Lord Jesus can exist and flourish in the most diverse forms of secular

government. The subjects of a despotic monarchy, and the citizens of a

democratic republic, are alike capable of acknowledging the supremacy and

obeying the commands of King Jesus. So far from destroying or imperiling

a state, Christianity, when it takes possession of a people, tends to establish

a state in:


Ø      righteousness,

Ø       freedom, and

Ø      peace.


The ruler and the governed may alike confess the sway and honor the authority

of the Lord and King of men.



AND THE APPEARANCE OF ITS MONARCH. Earthly kings are always

imperfect in character, and sometimes unjust, malevolent, vain, and selfish;

yet they may maintain the outward semblance of dignity, wealth,

magnificence, and power. The Lord Christ, on the contrary, had no earthly

rank, or splendor, no gorgeous palace, no imposing retinue. He was in

outward guise lowly and obscure, and He was by men scoffed at and

despised. Yet He was and is the Holy One and Just, the faultless and

benevolent Ruler of men, the Lord of heaven, the Judge of all. How

wonderful and sublime a contrast to the kings of this world is the meek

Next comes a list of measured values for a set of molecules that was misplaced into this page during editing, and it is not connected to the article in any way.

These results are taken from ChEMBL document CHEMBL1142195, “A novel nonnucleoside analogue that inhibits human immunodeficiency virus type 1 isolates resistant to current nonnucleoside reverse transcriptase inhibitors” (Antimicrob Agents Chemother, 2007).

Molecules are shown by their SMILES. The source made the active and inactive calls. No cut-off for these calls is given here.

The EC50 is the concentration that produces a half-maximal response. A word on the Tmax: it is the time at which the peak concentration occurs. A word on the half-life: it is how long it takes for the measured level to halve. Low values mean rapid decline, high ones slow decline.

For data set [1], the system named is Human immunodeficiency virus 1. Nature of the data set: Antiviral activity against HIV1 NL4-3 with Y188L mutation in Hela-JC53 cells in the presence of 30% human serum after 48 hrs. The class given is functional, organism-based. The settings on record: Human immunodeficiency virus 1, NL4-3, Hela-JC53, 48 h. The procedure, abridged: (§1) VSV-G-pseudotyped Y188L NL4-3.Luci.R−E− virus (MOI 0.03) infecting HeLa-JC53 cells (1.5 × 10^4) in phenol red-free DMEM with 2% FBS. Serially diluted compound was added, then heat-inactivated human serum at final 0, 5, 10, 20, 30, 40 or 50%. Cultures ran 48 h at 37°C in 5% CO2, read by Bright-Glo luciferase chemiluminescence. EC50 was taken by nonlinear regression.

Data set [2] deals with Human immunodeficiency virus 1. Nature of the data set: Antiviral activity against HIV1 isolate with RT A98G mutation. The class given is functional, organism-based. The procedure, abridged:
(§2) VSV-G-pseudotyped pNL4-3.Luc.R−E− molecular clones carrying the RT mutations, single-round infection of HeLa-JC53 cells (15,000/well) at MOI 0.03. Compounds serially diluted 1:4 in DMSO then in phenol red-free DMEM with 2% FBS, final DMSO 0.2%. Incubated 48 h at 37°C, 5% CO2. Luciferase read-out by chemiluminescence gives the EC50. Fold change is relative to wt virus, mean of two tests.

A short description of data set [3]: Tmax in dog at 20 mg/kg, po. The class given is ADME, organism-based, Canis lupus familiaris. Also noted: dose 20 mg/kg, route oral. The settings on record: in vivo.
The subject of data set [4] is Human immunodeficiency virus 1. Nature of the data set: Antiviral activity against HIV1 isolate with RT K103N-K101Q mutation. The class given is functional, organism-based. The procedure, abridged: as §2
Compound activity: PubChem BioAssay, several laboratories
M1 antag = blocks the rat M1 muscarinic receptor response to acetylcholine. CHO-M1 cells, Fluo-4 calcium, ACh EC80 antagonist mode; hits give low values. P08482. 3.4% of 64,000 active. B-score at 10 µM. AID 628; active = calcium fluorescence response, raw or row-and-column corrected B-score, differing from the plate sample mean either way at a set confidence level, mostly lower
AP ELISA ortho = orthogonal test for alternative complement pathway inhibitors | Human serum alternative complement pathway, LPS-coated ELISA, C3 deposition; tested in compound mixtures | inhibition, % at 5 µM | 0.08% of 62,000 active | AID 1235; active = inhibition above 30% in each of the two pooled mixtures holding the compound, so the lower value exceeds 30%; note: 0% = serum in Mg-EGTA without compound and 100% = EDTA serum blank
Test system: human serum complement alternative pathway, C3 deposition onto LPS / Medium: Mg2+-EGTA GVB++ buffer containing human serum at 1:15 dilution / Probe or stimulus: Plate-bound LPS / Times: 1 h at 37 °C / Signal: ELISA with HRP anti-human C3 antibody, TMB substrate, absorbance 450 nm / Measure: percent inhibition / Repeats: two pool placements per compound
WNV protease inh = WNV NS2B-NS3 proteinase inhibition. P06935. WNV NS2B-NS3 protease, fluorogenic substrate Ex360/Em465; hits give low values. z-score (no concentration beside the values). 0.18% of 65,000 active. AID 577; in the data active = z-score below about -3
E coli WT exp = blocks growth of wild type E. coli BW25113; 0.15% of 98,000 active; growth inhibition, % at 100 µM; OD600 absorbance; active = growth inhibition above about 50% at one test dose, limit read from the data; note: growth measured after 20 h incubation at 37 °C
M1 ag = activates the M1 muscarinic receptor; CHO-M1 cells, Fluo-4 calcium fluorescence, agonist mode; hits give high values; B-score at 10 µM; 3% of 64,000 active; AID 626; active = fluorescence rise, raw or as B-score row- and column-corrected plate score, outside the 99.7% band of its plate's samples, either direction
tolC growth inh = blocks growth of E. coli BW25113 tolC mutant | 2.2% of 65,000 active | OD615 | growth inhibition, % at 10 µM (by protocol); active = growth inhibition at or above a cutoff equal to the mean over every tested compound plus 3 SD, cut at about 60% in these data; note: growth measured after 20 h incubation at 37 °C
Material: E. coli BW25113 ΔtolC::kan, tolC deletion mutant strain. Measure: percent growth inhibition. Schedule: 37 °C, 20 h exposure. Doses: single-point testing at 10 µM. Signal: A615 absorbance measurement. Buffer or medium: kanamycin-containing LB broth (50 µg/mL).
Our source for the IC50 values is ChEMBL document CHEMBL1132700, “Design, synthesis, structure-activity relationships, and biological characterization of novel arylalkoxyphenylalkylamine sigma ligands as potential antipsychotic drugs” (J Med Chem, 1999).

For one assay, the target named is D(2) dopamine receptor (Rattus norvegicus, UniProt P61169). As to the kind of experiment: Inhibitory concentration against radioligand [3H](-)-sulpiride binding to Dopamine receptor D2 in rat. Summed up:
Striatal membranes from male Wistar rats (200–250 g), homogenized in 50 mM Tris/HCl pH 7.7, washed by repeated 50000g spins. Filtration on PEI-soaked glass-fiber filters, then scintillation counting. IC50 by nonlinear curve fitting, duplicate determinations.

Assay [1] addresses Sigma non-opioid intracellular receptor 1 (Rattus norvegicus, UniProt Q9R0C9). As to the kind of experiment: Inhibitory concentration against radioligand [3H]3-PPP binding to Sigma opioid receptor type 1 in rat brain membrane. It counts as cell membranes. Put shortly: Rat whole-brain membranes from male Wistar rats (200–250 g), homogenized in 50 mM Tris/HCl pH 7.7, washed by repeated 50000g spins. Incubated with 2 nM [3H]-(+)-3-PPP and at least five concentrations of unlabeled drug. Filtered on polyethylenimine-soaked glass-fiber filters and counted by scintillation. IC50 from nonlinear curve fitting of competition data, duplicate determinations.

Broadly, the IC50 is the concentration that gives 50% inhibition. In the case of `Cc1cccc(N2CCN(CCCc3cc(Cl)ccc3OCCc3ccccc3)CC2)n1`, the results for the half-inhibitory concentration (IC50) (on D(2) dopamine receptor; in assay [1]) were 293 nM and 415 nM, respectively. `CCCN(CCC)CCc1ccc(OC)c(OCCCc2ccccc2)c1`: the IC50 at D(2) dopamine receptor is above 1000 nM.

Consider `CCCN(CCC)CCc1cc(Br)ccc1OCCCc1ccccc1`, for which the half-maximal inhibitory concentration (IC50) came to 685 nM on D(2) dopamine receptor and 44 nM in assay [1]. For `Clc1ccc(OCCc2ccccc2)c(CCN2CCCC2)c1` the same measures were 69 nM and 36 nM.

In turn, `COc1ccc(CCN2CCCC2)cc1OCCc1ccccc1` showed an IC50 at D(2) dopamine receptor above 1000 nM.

Monarch, the scepter of whose kingdom is a right scepter!  (Psalm

45:6; Hebrews 1:8)




not spring up in a human mind. “Now,” said Jesus, “is my kingdom not

from hence.” Designated “the kingdom of heaven” and “the kingdom of

God,” it is, in its ground and in its character, what such designations

involve. It is to the Divine wisdom and love that this unworldly kingdom

must be traced. Christ is King by inheritance, as Son of God; by conquest,

as the redeeming Lord; by choice and election, being welcomed by the

joyful acclamations of His loyal subjects. In all these respects our Savior’s

title to the throne is very different from the titles put forward by the kings

of this earth.



ITS DOMINION OVER ITS SUBJECTS. The subjects of an earthly

monarch are usually born beneath the sway of their liege lord. In any case

their obedience and submission, their aid and support, are required, and the

requirement is, if necessary, enforced by penalties. The sway of the king is

over the outward actions, the speech and habits of the subjects. Very

different is the case with the members of that spiritual state of which Jesus

is the sovereign Ruler. They are all citizens of the commonwealth and

subjects of the King in virtue of personal faith and voluntary submission.

Christ reigns in the heart; he has no care for the mere homage of the lips,

the mere prostration of the body. His is a spiritual empire.



AND THE MEANS IT EMPLOYS. Whilst earthly sovereignties aim at the

outward order and prosperity of the community, at peace and wealth, at

conquest and glory, at power and fame, and whilst they employ secular

means towards these ends Christ’s kingdom contemplates purely moral

ends — the growth and prevalence of righteousness and holiness, patience

and love; in a word, those spiritual characteristics which are distinctive of

every divinely ordered society, and by means in harmony with such ends.

No fear or constraint, no magistrates, officers, soldiers, prisons, does